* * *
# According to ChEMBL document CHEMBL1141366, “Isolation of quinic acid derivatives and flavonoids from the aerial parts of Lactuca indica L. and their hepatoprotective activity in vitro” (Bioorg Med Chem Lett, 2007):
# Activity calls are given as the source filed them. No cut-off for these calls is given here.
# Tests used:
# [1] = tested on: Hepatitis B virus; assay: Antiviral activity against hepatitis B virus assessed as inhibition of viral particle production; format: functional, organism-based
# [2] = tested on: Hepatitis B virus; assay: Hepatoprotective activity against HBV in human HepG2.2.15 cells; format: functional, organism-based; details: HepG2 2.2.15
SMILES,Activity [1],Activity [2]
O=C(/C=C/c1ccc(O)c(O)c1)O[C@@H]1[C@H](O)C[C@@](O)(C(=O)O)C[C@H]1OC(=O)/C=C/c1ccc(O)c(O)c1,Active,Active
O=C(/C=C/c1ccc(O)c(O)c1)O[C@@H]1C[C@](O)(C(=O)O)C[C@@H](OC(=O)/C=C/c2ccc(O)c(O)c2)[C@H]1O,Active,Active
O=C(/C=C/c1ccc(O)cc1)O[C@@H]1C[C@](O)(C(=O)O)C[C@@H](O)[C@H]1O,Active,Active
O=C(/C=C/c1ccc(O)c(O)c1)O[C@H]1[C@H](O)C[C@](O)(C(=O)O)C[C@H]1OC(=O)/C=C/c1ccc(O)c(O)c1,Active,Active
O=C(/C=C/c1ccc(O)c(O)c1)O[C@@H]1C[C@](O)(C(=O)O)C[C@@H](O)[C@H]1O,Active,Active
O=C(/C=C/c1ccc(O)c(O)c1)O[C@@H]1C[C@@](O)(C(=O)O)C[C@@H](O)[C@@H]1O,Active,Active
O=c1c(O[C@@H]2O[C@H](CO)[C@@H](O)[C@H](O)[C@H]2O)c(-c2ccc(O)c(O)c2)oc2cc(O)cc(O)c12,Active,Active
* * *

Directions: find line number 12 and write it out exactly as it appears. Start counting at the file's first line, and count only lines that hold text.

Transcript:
O=C(/C=C/c1ccc(O)c(O)c1)O[C@@H]1C[C@@](O)(C(=O)O)C[C@@H](O)[C@@H]1O,Active,Active